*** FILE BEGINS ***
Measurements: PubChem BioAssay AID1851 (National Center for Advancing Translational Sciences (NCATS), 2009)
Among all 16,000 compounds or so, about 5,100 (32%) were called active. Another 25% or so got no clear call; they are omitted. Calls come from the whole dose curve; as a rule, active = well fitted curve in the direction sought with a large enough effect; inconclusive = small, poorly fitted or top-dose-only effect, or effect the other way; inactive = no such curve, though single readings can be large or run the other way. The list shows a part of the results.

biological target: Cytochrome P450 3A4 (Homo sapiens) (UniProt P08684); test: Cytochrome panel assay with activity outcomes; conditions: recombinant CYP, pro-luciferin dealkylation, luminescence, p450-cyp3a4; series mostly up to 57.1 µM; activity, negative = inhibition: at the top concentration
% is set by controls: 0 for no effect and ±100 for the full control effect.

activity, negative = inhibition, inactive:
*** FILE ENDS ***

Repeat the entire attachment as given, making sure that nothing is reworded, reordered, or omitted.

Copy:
Measurements: PubChem BioAssay AID1851 (National Center for Advancing Translational Sciences (NCATS), 2009)
Among all 16,000 compounds or so, about 5,100 (32%) were called active. Another 25% or so got no clear call; they are omitted. Calls come from the whole dose curve; as a rule, active = well fitted curve in the direction sought with a large enough effect; inconclusive = small, poorly fitted or top-dose-only effect, or effect the other way; inactive = no such curve, though single readings can be large or run the other way. The list shows a part of the results.

biological target: Cytochrome P450 3A4 (Homo sapiens) (UniProt P08684); test: Cytochrome panel assay with activity outcomes; conditions: recombinant CYP, pro-luciferin dealkylation, luminescence, p450-cyp3a4; series mostly up to 57.1 µM; activity, negative = inhibition: at the top concentration
% is set by controls: 0 for no effect and ±100 for the full control effect.

activity, negative = inhibition, inactive: